The Trickbot trojan tries to steal the login credentials for specific banks in specific countries, with the list of targeted banks changing regularly. More information about Trickbot's latest targets can be found at:
The operators behind the Trickbot trojan usually distribute the malware as an file attached to spam email messages. As with most such messages, the content of the email is designed to look legitimate so that the user is lured into opening the attachment. Doing so runs a script embedded in it, which then downloads the Trickbot trojan from a remote server, installs and runs it on the computer.
More rarely, Trickbot may be delivered as the payload of an exploit kit. In that case, the trojan itself is silently dropped, installed and run on the affected machine.
Stealing bank site passwords
The Trickbot trojan can use either of two techniques to trick the user into unwittingly giving away their login credentials.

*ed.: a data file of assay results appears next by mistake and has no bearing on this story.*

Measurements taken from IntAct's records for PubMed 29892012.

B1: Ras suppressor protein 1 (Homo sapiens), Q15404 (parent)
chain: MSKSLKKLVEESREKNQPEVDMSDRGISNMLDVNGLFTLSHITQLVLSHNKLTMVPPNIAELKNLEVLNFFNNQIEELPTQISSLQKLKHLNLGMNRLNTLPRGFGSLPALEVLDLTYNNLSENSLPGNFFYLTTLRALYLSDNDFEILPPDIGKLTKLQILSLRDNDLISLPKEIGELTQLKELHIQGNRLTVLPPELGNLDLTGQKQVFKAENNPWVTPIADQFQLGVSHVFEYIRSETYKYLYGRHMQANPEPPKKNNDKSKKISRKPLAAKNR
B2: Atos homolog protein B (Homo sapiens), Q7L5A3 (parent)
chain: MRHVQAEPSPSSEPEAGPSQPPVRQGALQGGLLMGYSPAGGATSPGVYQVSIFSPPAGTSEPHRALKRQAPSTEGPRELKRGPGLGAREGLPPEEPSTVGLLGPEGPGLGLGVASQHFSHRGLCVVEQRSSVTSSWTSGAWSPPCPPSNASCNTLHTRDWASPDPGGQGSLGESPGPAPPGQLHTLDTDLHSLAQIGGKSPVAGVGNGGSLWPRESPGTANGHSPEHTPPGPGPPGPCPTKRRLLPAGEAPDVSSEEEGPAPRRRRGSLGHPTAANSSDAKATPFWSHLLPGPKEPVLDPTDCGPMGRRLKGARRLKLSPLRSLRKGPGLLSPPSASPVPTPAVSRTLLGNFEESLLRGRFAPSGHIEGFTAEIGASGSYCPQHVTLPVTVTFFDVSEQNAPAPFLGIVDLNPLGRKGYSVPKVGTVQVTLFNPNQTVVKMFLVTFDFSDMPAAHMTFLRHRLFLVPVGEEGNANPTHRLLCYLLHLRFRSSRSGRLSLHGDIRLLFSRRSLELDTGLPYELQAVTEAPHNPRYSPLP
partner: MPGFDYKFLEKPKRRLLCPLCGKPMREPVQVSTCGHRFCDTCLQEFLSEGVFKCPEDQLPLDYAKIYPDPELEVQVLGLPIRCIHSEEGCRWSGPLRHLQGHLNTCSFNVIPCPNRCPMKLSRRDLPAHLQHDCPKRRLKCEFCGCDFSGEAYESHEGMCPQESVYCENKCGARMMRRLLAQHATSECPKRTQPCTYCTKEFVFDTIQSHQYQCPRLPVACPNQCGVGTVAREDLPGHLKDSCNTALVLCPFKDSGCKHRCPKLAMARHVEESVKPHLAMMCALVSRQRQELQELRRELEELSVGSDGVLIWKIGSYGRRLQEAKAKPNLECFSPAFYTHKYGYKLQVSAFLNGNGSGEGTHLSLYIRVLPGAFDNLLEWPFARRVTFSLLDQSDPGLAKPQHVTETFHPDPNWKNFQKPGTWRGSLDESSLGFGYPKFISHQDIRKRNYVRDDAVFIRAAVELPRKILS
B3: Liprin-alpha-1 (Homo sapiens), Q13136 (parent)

The first technique (known as static injection) involves replacing the banking site's legitimate login page with a fake one that looks almost exactly like it. The second technique (known as dynamic injection) redirects the web browser to a server under the trojan's operator's control whenever the user enters the URLs for the targeted banking sites.
In either case, if the user enters their login details on the fake page, the information is captured and sent to the operators. The stolen data may then be used to commit financial fraud.